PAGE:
By Jasmin Teurlings

It’s still hard to fathom how more than 25,000 UniSA students managed to transition their studies entirely online within a matter of weeks. But this unimaginable situation took place more than six months ago now — and for many students looking back, the study period proved to be a surprisingly rewarding experience.

Tania SavelliAmong them is mature age Speech Pathology student Tania Savelli, who found the transition to remote study a welcome relief.

During the initial outbreak Tania was also rearranging her own business to comply with the government’s new COVID-19 restrictions on top of her own study load.

“I found the transition to remote learning very easy and in some ways more convenient as a part-time student, business owner and parent,” she says.

“I had my six-year-old son at home with me during the day as well, so I was very fortunate that I didn’t have to miss any of my tutorials.

“I enjoyed the extra flexibility online study afforded me and I would love the option to choose between online or face-to-face delivery in the future.”

Xinyi XuHowever, UniSA students didn’t just study from their homes in South Australia, they studied from all corners of the globe — including first-year Accounting and Finance international student, Xinyi Xu.

Although international border closures prevented her from leaving China and heading Down Under, Xinyi hasn’t been discouraged. Instead, she has used the opportunity to fully immerse herself in Australian university life — albeit virtually.

“At first, I was very anxious about the online journey because I wasn’t sure what to expect from it,” she says.

“But there has been a lot of support from UniSA with studying, networking and socialising.

“The UniSA Student Association has a lot of clubs arranging weekly or monthly events online where you can meet like-minded people.”

In the meantime, Xinyi is looking forward to her eventual move to Australia where she plans to launch her own student club.

It has been a similar experience for onshore international Master of Arts and Cultural Management student, Livia Abreu.

Livia Abreu

“The transition to online learning was quite challenging for me but everyone was very considerate to check in on how we, as international students, were coping,” she says.

Unfortunately, Livia lost three months’ work at the height of the pandemic, but in the interim she applied for and received a grant from UniSA’s $10 million Student Hardship Fund, in addition to assistance from other support programs.

“The Student Hardship Fund was extremely helpful and made all the difference supporting my living expenses,” she says.

“The international student services team were also very helpful when my internship was cancelled, and I was unsure how it would impact my studies and visa conditions.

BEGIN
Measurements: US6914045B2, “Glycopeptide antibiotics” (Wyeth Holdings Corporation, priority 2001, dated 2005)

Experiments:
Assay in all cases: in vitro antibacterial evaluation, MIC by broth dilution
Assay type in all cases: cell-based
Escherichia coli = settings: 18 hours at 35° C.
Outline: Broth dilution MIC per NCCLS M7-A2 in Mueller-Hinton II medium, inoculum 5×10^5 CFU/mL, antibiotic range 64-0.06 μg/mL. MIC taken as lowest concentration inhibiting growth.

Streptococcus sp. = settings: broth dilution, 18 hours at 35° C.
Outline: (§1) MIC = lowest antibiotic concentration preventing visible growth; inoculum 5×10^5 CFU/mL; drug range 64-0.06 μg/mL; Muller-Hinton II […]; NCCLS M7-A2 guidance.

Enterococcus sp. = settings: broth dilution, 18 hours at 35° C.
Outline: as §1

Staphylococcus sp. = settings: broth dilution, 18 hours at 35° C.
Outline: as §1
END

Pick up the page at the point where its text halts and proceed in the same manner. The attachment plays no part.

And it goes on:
“I also contacted the finance team who were very supportive in providing me with a payment plan option for the semester as well.”

Despite the disruption to her studies, Livia sees the forced downtime as having a positive impact on her grades last semester.

Thomas BassoThe same was true for second-year Journalism and Professional Writing student Thomas Basso, who credits his results in part to the tremendous support provided by his lecturers and tutors.

“My tutors were very conscious that this period was a stressful and anxious time for some students and as a result they were more accessible and flexible with assessments and deadlines,” he says.

“Overall, I think they adapted their teaching styles remarkably well given the abrupt change.

“In many ways I liked how our program reflected the ‘real world’ of journalism, as professionals were working under the same circumstances and challenges as us.

“I definitely think learning to study and work online is an important skill which I suspect will only become more significant post-pandemic."



UniSA’s most vulnerable students have been impacted by the COVID-19 global health crisis in ways no one could have anticipated. Many have lost their part-time work, they’re cut off from family nationally and internationally and they’re having to adapt to online delivery and massive disruption.

As well as making every effort to provide flexible education solutions for these students, UniSA has established a $10 million Student Hardship Fund.

Since April 2020, UniSA has awarded more than $9 million to onshore international and domestic students experiencing significant financial hardship. UniSA is continuing the fund to support students with grants of up to $500.

UniSA is asking the community to support students who are significantly disadvantaged by the wider economic impacts of COVID-19 by making a donation to augment the hardship fund. Many alumni from across the globe, as well as UniSA staff, have donated already. Donations can be made through UniSA’s Alumni website.